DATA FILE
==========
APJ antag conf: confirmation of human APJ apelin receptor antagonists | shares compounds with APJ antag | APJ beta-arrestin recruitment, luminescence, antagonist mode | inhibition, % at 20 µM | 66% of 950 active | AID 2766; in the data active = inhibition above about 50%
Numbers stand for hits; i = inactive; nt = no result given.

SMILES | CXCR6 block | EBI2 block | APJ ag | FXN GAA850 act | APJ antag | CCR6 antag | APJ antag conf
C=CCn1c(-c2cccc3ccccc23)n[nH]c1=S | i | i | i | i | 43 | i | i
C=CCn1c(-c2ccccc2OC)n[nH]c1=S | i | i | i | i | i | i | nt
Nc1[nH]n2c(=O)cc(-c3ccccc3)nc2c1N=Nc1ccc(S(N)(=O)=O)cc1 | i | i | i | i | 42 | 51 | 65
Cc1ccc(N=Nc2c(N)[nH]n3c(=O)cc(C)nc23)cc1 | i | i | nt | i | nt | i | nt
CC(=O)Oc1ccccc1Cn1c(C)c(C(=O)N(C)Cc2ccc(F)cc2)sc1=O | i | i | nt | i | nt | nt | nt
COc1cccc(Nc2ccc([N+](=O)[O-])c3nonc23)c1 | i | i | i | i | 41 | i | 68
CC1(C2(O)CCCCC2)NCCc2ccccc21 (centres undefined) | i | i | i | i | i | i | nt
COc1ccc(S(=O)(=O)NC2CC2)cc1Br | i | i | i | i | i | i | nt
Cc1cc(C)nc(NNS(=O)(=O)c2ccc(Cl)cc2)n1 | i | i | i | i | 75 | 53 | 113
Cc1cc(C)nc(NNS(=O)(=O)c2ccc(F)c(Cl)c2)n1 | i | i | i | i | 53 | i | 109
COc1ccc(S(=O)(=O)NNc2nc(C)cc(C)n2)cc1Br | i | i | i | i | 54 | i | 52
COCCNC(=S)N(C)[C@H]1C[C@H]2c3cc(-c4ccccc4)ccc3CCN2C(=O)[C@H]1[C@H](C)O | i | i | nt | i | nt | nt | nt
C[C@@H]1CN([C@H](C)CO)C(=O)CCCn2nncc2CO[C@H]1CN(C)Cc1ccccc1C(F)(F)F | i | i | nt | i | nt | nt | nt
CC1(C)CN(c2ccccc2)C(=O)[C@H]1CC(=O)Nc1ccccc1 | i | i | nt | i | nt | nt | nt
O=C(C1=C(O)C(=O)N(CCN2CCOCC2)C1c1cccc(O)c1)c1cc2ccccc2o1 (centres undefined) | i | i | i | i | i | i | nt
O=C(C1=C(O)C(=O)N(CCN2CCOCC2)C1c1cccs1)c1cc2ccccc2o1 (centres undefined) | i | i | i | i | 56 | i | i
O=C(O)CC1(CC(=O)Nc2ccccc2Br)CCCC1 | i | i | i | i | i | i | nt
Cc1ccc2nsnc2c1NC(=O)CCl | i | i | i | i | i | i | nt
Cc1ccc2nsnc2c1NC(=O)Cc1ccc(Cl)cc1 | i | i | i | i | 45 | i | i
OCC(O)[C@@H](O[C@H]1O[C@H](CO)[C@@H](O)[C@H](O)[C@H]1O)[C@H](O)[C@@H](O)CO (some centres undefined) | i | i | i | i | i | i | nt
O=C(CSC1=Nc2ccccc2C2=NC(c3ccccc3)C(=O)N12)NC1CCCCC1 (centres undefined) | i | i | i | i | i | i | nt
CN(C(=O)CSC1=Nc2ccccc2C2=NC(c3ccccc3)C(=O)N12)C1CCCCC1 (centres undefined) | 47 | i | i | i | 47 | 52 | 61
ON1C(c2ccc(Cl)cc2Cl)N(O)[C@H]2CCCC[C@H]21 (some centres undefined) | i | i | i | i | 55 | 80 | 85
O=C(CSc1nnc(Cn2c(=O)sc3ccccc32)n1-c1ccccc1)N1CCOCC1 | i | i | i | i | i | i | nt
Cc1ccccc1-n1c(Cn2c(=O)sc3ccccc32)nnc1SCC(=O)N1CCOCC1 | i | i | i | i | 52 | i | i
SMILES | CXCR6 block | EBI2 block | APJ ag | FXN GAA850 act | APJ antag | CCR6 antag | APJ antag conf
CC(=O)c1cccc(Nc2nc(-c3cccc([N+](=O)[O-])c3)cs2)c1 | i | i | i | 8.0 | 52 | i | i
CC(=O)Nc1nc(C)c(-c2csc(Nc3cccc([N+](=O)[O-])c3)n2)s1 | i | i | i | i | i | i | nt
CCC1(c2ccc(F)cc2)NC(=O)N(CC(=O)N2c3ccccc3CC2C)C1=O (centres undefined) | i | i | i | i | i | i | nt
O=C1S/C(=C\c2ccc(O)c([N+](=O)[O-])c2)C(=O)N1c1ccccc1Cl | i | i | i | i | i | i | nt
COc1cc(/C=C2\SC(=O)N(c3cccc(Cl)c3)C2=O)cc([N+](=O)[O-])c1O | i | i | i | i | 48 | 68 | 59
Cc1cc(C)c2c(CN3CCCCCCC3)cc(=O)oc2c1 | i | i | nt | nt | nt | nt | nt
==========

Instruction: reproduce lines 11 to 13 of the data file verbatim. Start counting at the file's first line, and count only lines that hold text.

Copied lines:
COc1ccc(S(=O)(=O)NC2CC2)cc1Br | i | i | i | i | i | i | nt
Cc1cc(C)nc(NNS(=O)(=O)c2ccc(Cl)cc2)n1 | i | i | i | i | 75 | 53 | 113
Cc1cc(C)nc(NNS(=O)(=O)c2ccc(F)c(Cl)c2)n1 | i | i | i | i | 53 | i | 109